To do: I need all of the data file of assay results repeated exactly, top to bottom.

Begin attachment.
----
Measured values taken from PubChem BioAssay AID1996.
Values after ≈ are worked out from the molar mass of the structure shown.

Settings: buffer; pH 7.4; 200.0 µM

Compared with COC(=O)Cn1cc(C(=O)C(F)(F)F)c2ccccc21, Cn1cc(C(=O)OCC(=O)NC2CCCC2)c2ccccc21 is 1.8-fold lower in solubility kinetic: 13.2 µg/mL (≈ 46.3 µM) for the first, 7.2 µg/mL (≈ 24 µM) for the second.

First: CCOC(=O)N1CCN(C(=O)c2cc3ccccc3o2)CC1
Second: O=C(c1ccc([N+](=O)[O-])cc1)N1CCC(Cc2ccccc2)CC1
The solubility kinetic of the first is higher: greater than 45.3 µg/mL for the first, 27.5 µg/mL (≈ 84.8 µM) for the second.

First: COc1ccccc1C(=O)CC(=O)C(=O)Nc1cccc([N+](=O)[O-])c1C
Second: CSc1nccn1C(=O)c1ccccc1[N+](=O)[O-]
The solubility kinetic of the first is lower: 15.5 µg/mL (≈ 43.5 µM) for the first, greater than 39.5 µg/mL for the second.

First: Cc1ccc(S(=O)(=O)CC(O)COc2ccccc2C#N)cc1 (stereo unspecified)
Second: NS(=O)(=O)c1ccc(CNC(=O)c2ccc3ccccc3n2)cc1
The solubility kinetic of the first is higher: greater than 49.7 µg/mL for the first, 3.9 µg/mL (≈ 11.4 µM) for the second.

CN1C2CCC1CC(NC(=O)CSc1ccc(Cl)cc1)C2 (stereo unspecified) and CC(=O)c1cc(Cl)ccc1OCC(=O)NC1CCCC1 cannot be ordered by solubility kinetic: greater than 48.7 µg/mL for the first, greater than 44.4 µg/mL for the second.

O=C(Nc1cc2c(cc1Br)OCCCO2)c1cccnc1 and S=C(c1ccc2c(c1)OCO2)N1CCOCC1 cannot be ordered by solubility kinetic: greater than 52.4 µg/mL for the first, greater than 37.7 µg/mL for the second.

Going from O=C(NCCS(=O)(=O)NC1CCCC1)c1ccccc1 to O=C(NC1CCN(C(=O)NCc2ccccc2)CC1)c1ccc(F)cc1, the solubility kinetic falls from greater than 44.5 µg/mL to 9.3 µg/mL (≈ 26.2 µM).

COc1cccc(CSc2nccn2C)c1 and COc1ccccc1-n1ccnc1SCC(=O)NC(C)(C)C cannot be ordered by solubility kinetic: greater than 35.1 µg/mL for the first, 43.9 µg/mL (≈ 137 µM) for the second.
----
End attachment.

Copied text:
Measured values taken from PubChem BioAssay AID1996.
Values after ≈ are worked out from the molar mass of the structure shown.

Settings: buffer; pH 7.4; 200.0 µM

Compared with COC(=O)Cn1cc(C(=O)C(F)(F)F)c2ccccc21, Cn1cc(C(=O)OCC(=O)NC2CCCC2)c2ccccc21 is 1.8-fold lower in solubility kinetic: 13.2 µg/mL (≈ 46.3 µM) for the first, 7.2 µg/mL (≈ 24 µM) for the second.

First: CCOC(=O)N1CCN(C(=O)c2cc3ccccc3o2)CC1
Second: O=C(c1ccc([N+](=O)[O-])cc1)N1CCC(Cc2ccccc2)CC1
The solubility kinetic of the first is higher: greater than 45.3 µg/mL for the first, 27.5 µg/mL (≈ 84.8 µM) for the second.

First: COc1ccccc1C(=O)CC(=O)C(=O)Nc1cccc([N+](=O)[O-])c1C
Second: CSc1nccn1C(=O)c1ccccc1[N+](=O)[O-]
The solubility kinetic of the first is lower: 15.5 µg/mL (≈ 43.5 µM) for the first, greater than 39.5 µg/mL for the second.

First: Cc1ccc(S(=O)(=O)CC(O)COc2ccccc2C#N)cc1 (stereo unspecified)
Second: NS(=O)(=O)c1ccc(CNC(=O)c2ccc3ccccc3n2)cc1
The solubility kinetic of the first is higher: greater than 49.7 µg/mL for the first, 3.9 µg/mL (≈ 11.4 µM) for the second.

CN1C2CCC1CC(NC(=O)CSc1ccc(Cl)cc1)C2 (stereo unspecified) and CC(=O)c1cc(Cl)ccc1OCC(=O)NC1CCCC1 cannot be ordered by solubility kinetic: greater than 48.7 µg/mL for the first, greater than 44.4 µg/mL for the second.

O=C(Nc1cc2c(cc1Br)OCCCO2)c1cccnc1 and S=C(c1ccc2c(c1)OCO2)N1CCOCC1 cannot be ordered by solubility kinetic: greater than 52.4 µg/mL for the first, greater than 37.7 µg/mL for the second.

Going from O=C(NCCS(=O)(=O)NC1CCCC1)c1ccccc1 to O=C(NC1CCN(C(=O)NCc2ccccc2)CC1)c1ccc(F)cc1, the solubility kinetic falls from greater than 44.5 µg/mL to 9.3 µg/mL (≈ 26.2 µM).

COc1cccc(CSc2nccn2C)c1 and COc1ccccc1-n1ccnc1SCC(=O)NC(C)(C)C cannot be ordered by solubility kinetic: greater than 35.1 µg/mL for the first, 43.9 µg/mL (≈ 137 µM) for the second.